Part of the reason the postseason is so exhilarating, why it grips fans so tightly, is that no one knows when their favorite team will be back again. It's easy to believe that every playoff club has a solid foundation on which they can build, that more meaningful Octobers are in their future even if this one goes awry. That's not the case for all teams, however -- ask the 2013 World Champions about that -- and Royals fans might know this better than anyone. In 1985, they were on top of the world when they won their first World Series by defeating the Cardinals. It took 28 years for them to make it to the postseason again, in spite of the '85 core, in spite of all the established big-league Royals in the interim, in spite of all the prospects and promise and front office turnover and process.
Don't take that to mean the 2014 Royals won't see the playoffs again until 2043, so they have to win it all now to compensate. They stand where they are, though, somewhat against the odds:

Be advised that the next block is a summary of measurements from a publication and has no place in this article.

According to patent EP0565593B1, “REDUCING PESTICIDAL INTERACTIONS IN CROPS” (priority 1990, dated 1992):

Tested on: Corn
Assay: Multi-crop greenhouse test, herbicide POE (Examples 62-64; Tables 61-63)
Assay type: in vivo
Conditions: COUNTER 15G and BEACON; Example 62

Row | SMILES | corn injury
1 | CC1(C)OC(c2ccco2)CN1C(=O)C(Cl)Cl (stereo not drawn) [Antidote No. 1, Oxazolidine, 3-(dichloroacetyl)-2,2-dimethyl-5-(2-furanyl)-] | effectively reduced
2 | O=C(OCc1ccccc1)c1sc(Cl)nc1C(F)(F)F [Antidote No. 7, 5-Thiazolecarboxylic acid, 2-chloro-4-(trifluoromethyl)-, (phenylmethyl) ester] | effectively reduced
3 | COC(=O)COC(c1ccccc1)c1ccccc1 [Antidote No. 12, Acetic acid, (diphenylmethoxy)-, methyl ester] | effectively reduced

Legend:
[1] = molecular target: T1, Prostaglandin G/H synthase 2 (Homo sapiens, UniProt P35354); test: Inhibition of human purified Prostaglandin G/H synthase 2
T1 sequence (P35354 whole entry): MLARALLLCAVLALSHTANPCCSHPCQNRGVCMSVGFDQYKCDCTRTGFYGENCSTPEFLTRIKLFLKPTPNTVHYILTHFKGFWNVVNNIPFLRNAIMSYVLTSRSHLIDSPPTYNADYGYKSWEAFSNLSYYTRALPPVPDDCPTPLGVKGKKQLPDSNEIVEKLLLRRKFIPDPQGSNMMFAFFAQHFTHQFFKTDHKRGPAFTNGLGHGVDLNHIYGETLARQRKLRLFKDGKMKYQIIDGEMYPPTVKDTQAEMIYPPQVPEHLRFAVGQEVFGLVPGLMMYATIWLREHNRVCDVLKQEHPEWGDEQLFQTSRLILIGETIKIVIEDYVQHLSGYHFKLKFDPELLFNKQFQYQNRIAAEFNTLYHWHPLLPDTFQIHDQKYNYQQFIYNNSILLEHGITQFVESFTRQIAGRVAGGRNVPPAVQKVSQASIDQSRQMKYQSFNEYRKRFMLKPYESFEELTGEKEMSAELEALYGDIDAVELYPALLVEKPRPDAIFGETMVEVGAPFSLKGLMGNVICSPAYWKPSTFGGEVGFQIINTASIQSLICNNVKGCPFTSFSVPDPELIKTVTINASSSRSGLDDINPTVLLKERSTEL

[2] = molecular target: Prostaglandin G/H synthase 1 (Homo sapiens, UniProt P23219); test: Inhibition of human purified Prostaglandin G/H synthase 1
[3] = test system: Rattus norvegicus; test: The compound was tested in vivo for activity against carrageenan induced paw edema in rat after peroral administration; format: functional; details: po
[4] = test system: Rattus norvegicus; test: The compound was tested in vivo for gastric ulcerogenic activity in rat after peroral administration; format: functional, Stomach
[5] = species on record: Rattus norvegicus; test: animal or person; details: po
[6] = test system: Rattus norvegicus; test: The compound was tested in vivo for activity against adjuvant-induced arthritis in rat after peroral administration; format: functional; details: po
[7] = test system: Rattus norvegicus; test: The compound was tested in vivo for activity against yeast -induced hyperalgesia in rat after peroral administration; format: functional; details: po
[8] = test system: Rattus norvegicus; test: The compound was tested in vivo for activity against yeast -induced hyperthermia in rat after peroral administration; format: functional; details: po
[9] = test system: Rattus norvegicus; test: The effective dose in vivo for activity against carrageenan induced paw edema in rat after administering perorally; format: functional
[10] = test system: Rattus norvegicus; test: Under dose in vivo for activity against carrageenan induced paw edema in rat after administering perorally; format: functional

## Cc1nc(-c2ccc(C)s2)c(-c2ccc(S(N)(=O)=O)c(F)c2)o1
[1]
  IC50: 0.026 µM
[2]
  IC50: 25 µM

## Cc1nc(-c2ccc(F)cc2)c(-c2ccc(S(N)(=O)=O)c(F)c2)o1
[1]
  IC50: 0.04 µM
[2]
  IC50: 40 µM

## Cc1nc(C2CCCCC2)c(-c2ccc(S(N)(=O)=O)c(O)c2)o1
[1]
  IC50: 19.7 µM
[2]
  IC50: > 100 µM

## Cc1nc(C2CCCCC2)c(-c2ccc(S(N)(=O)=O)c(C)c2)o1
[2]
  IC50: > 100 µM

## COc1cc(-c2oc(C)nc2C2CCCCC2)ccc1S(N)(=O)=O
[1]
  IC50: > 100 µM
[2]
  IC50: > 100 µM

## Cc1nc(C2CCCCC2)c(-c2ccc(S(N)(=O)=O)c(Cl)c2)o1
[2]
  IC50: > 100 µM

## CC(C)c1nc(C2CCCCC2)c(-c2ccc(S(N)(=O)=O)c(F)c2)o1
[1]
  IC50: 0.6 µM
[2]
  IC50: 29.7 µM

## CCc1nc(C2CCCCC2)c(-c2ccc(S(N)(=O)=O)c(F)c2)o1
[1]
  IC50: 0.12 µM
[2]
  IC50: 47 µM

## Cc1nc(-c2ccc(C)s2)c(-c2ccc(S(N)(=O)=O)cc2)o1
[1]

- They came away with one of the two wild cards in the AL despite a multi-month run as one of the worst hitting teams in the majors.
- The Royals withstood down years from Billy Butler and Eric Hosmer, and weathered yet another awful Mike Moustakas campaign.
- Their rotation stayed healthy, with four of their starters making at least 30 starts, and the fifth 25.
- The Royals' bullpen was fantastic, which was in part planning, but also part luck.
- Kansas City won Baseball Thunderdome by defeating the A's in a one-game playoff, then swept the AL's top seed, the Angels.
It's important that we don't conflate "against the odds" with "undeserving." The Royals absolutely deserve this shot at the AL pennant, because the rotation and bullpen were tremendous, the defense helped justify the existence of some of the hitters in the lineup, and the A's and Angels had equal shots at advancing just by showing up in October, but didn't do so. Every pennant run, every World Series championship is against the odds. The regular season is long, grueling, and unfair, and the postseason is the same, only shorter.